NEWS ARCHIVE:     Age: 3,041 days

See This Full Issue

All Previous Archived Issues


April 22, 2014

MADISON - Nearly 10 percent more anglers and boaters took a key step in preventing the spread of invasive species and fish diseases last year than in previous years, spurring state invasive species experts to urge them to keep up the good work in 2014 when the inland fishing season opens May 3.

"Anglers and boaters really stepped up to the plate last year and started draining boat bilges and the containers carrying their day's catch in significantly greater numbers," says Bob Wakeman, who coordinates aquatic invasive species efforts for the Department of Natural Resources. "We're really pleased with the response and hope to see even more boaters and anglers draining their boat bilges, live wells and the containers holding their catch."

Boaters and anglers over the past decade have reported a high awareness of the state law that requires them to remove any attached plants and animals from their boats and equipment before leaving a water body to avoid accidentally spreading aquatic invasive species and fish diseases. However, awareness has been much lower among anglers and other boaters that the smallest invasive species - like microscopic zebra mussel larvae and spiny water fleas - can spread in leftover water from boat bilges, live wells and buckets.

Aquatic invasive species are non-native plants and animals that can harm Wisconsin's aquatic wildlife and economy by outcompeting native species and hampering recreation. The invaders are transported to new lakes and rivers when they hitchhike on boats, trailers, fishing equipment, machinery or other gear.

To raise awareness of draining requirements, DNR and partners launched a statewide "Drain Campaign" last summer. With help from volunteers, wardens, county staff and other partners, Wisconsin anglers heard reminders to drain water from their live wells and buckets on the radio, in newspapers, and from their local natural resources staff.

Thousands of anglers also received complimentary ice packs at the boat launch, since ice is an excellent and legal alternative to water for keeping the day's catch fresh on the drive home. Using ice is not required, but Wisconsin law does require that all water be drained before leaving the landing, with some exceptions for live bait, Wakeman says.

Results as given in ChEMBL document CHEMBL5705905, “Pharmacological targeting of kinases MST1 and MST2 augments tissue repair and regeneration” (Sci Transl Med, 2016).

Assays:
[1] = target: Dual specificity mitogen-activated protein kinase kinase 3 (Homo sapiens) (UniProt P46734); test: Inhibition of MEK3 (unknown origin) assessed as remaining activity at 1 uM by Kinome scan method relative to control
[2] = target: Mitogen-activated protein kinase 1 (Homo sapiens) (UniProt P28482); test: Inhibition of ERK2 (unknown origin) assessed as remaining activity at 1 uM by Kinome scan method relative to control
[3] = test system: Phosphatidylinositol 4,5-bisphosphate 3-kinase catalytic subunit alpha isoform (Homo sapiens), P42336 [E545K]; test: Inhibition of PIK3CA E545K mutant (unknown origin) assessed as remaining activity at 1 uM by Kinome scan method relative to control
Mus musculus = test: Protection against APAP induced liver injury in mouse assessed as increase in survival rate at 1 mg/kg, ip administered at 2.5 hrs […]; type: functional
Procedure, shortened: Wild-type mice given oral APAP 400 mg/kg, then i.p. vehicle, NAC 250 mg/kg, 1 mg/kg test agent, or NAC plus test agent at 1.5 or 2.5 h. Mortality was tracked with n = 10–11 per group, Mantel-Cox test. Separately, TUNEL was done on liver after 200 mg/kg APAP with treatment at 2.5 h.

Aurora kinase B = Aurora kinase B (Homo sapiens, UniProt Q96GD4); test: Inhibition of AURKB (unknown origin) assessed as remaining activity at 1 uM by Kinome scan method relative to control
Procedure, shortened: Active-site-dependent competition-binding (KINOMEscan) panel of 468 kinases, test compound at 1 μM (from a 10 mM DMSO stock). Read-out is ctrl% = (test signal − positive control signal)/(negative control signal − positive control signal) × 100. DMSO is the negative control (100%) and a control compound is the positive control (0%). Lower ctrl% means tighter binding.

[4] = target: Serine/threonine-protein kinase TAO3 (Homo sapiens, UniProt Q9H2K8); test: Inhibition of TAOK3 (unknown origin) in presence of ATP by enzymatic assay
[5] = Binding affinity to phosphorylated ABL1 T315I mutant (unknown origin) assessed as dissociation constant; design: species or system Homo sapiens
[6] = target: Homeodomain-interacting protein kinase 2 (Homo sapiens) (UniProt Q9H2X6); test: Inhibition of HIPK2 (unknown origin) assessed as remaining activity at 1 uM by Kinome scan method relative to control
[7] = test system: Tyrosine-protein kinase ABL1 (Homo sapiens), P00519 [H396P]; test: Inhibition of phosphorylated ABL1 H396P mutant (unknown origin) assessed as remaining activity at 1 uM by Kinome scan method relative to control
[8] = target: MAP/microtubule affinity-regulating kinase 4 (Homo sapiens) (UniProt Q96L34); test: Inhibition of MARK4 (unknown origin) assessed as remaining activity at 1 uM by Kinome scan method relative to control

"Our partners helped get the word out quickly, and we also saw boaters and anglers talking to each other about what needs to get done before moving on to another lake," Wakeman says. "We were really pleased with the results and thank boaters for stepping up to the plate."

The extra reminder from the campaign is already yielding some positive results. After just one summer, surveys by watercraft inspectors at boat landings found a 6 percent increase in the number of boaters who report draining water from their catch when they leave the landing, as well as a 9 percent increase in boaters who report draining their bilges.

DNR and partners will again focus this spring and summer on raising awareness of the need to drain boat bilges, live well and containers of water, and will be giving away the ice packs in June at many popular landings, Wakeman says.

Efforts by water users to follow Wisconsin's prevention steps have had a big impact on keeping invasive aquatic species from spreading to inland lakes, Wakeman says. Search by region, county or alphabetical lake now for a listing of lakes and rivers where invasive species have been documented.

University of Wisconsin research shows that of the 15,000 lakes in Wisconsin, about 4,000 are suitable for zebra mussel and state surveys have shown that only 163 lakes are invaded by zebra mussels thus far; spiny water fleas, another potentially damaging species, have only been found in 12 waters, and that more than three-quarters of the lakes with public access surveyed were free of Eurasian water-milfoil, despite its being in Wisconsin for more than 50 years.

"By taking a few extra minutes before leaving a boat landing or shoreline at the end of the day, boaters and anglers are making a big difference," Wakeman says. "Thanks for keeping it up and for keeping Wisconsin fish, lakes and rivers healthy!"

To stop the spread of aquatic invasive species, complete the following steps before traveling away from a waterbody:

*Limited exceptions apply for live bait. Search the DNR website for keywords "bait laws."

FOR MORE INFORMATION CONTACT: Bob Wakeman 262-574-2149

Last Revised: Tuesday, April 22, 2014

Need an expert?

The Office of Communications connects journalists with DNR experts on a wide range of topics. For the fastest response, please email and the first available Communications Specialist will respond to you.